February 1, 2001

Gagauzia: The Moldovan Confederation Conundrum

The decade-long debate about the creation of a "common state" in Moldova has had great significance for both Gaguzia and Transdniestria in the eastern part of Moldova The decade-long debate about the creation of a "common state" in Moldova has had great significance for both Gaguzia, the poor region in the southern part of the Moldovan Republic, and the so-called Dniester Moldovan Republic or Transdniestria in the eastern part of Moldova. Questions about the status of both entities have been couched in terms of politics, history, sociology, economics, linguistics, and even international relations.

Of most immediate concern is the concept of collective rights and the impact that their recognition may have on prospects for resolving the ancient ethnic conflicts whose violent reappearance has marred the region's post-communist transformation. While the Transdniester conflict is not directly associated with this issue, the Gagauz situation represents a textbook example of how autonomy based on ethnicity can have a positive impact on ethnic conflict.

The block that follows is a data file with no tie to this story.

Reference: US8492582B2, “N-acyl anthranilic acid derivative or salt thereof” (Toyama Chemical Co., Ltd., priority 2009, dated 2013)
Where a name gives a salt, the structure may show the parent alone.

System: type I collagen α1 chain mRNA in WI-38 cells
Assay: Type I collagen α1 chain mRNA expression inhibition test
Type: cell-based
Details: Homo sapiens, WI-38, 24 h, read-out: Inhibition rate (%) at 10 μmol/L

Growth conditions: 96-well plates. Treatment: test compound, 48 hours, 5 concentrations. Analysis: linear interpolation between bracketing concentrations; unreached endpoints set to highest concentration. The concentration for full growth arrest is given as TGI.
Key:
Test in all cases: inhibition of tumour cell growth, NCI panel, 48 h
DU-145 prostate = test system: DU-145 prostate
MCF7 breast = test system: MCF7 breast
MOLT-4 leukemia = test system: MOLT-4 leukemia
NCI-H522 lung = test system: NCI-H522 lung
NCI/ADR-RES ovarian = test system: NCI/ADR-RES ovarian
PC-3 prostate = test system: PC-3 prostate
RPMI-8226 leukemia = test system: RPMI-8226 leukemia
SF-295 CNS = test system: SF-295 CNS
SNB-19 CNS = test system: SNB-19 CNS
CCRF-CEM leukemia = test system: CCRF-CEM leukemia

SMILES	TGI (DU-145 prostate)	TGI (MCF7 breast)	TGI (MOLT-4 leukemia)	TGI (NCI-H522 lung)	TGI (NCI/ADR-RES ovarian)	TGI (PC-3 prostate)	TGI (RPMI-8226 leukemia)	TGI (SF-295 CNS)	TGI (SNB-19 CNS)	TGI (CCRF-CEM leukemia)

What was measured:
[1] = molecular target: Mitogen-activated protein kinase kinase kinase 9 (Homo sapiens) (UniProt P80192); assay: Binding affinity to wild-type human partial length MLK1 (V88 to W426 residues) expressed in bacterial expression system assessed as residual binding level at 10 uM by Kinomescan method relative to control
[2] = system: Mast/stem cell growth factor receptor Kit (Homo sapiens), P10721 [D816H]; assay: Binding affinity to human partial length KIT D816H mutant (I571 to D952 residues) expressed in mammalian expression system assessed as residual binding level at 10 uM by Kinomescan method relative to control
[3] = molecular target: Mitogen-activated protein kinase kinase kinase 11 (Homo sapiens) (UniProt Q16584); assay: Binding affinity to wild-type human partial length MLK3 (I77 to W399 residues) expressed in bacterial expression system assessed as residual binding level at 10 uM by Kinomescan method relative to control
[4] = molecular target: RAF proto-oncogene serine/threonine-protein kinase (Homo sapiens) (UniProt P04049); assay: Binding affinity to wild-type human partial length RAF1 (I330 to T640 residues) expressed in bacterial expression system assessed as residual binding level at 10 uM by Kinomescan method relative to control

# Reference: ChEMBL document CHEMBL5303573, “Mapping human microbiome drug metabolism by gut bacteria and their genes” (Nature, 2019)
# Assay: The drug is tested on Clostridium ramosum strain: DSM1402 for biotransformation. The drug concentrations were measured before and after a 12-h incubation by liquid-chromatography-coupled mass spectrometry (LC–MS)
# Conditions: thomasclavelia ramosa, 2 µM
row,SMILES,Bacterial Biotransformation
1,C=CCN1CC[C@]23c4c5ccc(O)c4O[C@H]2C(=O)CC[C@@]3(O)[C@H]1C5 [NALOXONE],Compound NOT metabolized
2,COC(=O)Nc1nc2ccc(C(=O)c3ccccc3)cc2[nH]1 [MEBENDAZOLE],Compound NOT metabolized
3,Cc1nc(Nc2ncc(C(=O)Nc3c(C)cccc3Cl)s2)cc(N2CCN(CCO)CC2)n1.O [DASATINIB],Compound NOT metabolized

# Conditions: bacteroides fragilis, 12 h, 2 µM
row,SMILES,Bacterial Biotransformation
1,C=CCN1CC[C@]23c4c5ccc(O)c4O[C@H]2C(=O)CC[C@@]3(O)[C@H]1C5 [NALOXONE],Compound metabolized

Phrased in academic terms, the question is this: will the interests of the people of Moldova, Gagauzia, and Transdniestria be best served by a confederation or by a federal union? For the former USSR, with its mixture of ethnic confrontations, the answer to this dilemma is of special relevance. Given those circumstances, it is likely that the eventual answer will come within the context of political dictates rather than scholarly speculation.

 

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Source: JMU

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